Minding your own mental health
A diagnosis of depression may be a source of relief or worry, and supportive family and friends can play an important role in recovery. If your friend or family member is currently or repeatedly experiencing depression, it is important to look after your own wellbeing too. Caring for and supporting someone with depression can be challenging, so it is important to take steps to mind yourself too.
Even though supporting someone with depression might mean that you have less time for yourself, try to ensure that you do not give up all your usual activities and hobbies, as these are important for your own wellbeing and social life. Your GP can help to alleviate any concerns you have about your loved one, and to access supportive counselling of your own, if you think that might be helpful. Look out for local depression support groups as some of these include separate groups for relatives too. These groups can provide a safe space to discuss your concerns and access support of people in a similar situation.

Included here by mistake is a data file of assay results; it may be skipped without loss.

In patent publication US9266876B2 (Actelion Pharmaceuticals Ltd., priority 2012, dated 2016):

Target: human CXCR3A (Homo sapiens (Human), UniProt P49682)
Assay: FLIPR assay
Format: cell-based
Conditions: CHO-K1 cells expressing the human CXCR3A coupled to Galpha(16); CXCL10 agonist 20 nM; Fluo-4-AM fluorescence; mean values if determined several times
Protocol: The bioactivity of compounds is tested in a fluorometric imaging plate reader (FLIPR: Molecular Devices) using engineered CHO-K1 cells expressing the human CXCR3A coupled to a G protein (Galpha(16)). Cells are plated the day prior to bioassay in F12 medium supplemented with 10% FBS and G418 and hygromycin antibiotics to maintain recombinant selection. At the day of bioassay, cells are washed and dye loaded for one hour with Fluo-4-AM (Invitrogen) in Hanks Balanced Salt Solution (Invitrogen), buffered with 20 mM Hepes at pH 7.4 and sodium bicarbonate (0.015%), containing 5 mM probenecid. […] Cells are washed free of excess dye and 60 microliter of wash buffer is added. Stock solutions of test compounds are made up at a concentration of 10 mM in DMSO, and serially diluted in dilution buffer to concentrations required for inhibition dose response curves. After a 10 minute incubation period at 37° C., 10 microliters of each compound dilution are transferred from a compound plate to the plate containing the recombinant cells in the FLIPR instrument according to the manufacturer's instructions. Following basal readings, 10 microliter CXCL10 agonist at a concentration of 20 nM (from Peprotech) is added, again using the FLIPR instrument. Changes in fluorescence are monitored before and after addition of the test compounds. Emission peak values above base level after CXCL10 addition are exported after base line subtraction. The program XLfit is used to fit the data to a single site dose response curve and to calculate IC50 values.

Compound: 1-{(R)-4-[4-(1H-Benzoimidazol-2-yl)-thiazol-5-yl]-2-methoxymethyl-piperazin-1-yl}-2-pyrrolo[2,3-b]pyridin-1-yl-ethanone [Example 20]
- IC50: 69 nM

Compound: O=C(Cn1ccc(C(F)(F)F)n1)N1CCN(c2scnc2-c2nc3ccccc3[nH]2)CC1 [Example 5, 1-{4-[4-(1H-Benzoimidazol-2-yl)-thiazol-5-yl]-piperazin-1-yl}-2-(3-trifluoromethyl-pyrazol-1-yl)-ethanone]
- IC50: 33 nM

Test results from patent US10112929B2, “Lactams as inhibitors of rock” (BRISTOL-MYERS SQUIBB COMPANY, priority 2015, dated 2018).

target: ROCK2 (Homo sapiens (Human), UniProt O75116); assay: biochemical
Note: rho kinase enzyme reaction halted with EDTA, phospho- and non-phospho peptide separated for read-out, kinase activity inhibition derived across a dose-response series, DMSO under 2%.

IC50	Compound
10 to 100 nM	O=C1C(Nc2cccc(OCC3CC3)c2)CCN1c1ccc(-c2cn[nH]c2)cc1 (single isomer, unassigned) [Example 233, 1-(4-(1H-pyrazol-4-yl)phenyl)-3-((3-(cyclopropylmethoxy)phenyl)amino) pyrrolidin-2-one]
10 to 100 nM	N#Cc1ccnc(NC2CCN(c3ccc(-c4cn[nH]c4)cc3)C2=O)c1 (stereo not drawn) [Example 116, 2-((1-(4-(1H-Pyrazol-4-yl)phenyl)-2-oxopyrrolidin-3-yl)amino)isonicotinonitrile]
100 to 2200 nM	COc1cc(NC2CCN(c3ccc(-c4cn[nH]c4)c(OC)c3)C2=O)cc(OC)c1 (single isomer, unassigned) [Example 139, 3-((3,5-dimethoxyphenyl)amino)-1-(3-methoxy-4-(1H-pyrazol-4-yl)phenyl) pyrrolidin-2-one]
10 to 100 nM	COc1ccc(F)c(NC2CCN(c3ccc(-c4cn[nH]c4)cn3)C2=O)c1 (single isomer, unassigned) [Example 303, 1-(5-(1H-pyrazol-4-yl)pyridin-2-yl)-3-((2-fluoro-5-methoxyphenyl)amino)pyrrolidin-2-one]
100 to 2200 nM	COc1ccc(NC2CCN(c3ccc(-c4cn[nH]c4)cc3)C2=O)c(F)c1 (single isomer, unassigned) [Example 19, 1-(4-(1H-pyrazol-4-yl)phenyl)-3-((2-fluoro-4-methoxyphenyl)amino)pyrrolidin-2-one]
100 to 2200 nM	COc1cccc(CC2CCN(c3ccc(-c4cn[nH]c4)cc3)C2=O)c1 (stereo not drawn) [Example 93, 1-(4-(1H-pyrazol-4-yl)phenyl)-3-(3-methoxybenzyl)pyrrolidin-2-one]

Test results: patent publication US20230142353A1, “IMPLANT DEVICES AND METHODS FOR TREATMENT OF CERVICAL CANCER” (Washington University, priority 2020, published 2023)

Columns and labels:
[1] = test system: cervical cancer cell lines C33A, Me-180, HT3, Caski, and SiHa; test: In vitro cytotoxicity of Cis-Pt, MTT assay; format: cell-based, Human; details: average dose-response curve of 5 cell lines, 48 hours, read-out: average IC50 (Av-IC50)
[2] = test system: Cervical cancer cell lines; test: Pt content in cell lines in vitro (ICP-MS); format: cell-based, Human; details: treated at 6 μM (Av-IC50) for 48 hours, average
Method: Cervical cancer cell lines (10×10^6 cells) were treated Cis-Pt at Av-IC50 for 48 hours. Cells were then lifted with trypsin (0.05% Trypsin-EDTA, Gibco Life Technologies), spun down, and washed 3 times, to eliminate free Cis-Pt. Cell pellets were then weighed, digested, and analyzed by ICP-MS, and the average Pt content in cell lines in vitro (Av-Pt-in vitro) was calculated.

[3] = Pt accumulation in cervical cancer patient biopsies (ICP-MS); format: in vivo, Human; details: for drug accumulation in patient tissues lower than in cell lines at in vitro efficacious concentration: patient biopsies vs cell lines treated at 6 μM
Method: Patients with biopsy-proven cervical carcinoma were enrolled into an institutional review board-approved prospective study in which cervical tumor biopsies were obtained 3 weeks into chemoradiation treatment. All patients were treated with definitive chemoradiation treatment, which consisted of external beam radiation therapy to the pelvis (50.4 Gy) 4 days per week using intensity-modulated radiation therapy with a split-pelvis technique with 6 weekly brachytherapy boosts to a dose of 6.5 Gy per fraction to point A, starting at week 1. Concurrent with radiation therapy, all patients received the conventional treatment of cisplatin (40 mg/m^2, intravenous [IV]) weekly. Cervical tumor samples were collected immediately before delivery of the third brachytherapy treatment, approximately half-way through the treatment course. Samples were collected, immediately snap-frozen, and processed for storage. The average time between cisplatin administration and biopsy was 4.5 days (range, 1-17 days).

It is sometimes the case that family members share certain risk factors or experiences, which explains the higher risk of depression among relatives of those with depression. After reading here about the signs and symptoms of depression, you may believe that you might also be suffering from depression. If so, you might like to take our self-test and talk it over with your GP. It may be that you meet the criteria of depression, even though your profile might be quite different from your friend or family member.